It’s at this moment that the character of Charles comes into his own: he presents the dilemma of a man who essentially has two wives, one living and one passed on, possessing contrasting virtues, both present at the same time and both wanting him to themselves. He intimates that he feels terribly guilty about the death of one wife, and yet he says he doesn’t want to be unkind to the one who is alive. That said, the play is sufficiently honest to show a moment in which Charles makes it clear that he would like both wives to be around, engaging him in a sort of cosmic ménage a trois. Charles is also insufferably vain throughout: it’s unclear if his concern for either wife stems from actual love, his desire to maintain his self-image or just to stop being nagged. The play suggests it’s a combination of all of the above, with love being the lesser ingredient in the mix.
Charles as the play’s locus is one of its few features which truly date it. “Blithe Spirit” was first performed in 1941 and thus some of its sexual politics are archaic; nevertheless, there is a gleam of awareness that radiates from the dialogue. For all his self-love and his wives’ supposed love for him, Charles is a relentlessly hapless character, and whatever he attempts to mollify one wife only serves to irritate the other; Charles Edwards expertly captures this wretched bewilderment, vanity and self-delusion in his performance.
The other characters are just as well drawn and portrayed: Ruth may be stern and unyielding but she is not a stereotypical harridan, rather, she is someone who has had to learn to stand up for herself after being mistreated far too often. Elvira at first appears to be a male fantasy, an eternally youthful and voluptuous sexual partner, but this façade eventually drops as she’s revealed to have ambitions, schemes and inconsistencies. The relations between men and women are shown to be a battle, unequal because of the times in which they live, constantly churning and only bearable because of the laughter that can be had through tears and the cosseting provided by bourgeois comforts.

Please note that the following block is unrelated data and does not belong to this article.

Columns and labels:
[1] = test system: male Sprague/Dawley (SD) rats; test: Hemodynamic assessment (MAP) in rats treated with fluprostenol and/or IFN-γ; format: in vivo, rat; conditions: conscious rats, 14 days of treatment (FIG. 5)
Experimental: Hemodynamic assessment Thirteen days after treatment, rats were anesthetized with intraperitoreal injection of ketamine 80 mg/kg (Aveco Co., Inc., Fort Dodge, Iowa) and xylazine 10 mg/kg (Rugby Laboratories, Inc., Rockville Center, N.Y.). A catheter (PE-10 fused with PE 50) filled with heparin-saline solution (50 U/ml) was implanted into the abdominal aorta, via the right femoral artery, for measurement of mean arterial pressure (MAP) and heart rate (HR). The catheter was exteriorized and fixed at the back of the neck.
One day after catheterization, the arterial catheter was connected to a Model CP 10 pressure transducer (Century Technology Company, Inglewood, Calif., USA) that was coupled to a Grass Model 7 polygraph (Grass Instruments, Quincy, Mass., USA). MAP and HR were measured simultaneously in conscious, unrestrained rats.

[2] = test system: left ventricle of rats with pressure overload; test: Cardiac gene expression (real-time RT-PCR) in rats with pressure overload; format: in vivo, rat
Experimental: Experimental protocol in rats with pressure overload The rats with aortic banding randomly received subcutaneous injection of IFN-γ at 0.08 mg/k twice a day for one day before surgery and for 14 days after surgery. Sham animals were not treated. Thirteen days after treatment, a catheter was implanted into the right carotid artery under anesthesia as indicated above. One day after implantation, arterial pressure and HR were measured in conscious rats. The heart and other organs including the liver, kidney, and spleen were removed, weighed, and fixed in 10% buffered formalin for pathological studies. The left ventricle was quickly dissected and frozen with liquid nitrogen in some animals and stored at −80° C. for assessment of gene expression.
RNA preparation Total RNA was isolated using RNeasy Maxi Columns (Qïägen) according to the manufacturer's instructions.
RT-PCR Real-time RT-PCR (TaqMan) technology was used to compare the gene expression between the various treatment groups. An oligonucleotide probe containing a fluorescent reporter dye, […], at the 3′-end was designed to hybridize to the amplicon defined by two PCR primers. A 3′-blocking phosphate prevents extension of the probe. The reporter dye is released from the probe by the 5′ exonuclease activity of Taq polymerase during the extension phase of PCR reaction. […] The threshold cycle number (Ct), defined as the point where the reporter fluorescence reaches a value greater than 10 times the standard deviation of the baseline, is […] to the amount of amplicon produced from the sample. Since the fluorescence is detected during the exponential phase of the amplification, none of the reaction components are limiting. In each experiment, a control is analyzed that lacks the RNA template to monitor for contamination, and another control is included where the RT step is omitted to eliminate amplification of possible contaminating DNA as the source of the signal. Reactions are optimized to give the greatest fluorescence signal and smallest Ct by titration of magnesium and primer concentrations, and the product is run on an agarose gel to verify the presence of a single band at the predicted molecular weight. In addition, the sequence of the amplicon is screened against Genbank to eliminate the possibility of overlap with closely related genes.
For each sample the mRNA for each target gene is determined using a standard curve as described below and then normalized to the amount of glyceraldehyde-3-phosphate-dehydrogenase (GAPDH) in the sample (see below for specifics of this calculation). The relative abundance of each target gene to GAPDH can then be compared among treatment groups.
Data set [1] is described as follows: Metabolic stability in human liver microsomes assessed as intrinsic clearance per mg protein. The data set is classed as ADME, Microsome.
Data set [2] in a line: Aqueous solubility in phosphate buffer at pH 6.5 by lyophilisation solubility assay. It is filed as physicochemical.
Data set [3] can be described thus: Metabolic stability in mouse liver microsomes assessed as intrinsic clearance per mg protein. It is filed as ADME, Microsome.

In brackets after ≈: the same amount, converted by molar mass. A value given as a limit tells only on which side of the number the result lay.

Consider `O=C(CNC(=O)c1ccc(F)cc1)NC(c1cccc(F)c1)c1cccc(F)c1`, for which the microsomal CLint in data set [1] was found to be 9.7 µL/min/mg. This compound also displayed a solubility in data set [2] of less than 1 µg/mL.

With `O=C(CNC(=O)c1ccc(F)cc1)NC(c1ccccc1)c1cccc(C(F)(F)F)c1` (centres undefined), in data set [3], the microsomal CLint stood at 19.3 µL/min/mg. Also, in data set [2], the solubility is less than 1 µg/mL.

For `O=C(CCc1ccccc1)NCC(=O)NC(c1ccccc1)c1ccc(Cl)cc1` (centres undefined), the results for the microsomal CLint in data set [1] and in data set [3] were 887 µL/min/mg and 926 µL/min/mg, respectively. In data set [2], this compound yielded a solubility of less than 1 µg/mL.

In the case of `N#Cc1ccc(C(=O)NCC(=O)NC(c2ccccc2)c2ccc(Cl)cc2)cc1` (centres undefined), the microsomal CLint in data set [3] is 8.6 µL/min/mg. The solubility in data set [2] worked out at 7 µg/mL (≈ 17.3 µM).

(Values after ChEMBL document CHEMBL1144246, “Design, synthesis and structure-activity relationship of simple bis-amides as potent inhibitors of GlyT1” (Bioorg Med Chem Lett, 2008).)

This potent elixir is delivered via Noël Coward’s skilful writing, his humour providing the sweetener that makes the bitter medicine palatable. I laughed quite a lot during the performance, I thought about what the play was really trying to say only afterwards. While it was on, it was a raucous romp, but long after the last bow was taken, it moved me.
Some may say that this interpretation reads too much into Coward’s work: however, it must be noted that the play doesn’t come with a stereotypically happy ending. Rather, all the characters are sent back into their corners, alone, whether in this life or the next. Love does not triumph, neither does virtue; it’s doubtful either exists in this play. Rather, there is a brief, misogynistic paean to personal liberty, a hasty exit, and the curtain falls.
I have heard rumours that this will be Ms. Lansbury’s last outing on stage; after this, the fine thread she has woven through our culture may finally taper out. It could be said that “Blithe Spirit” is also about saying “farewell” and the realisation that a conclusion inevitably comes to any state of affairs. Given this, perhaps she could not have chosen a better work with which to exit.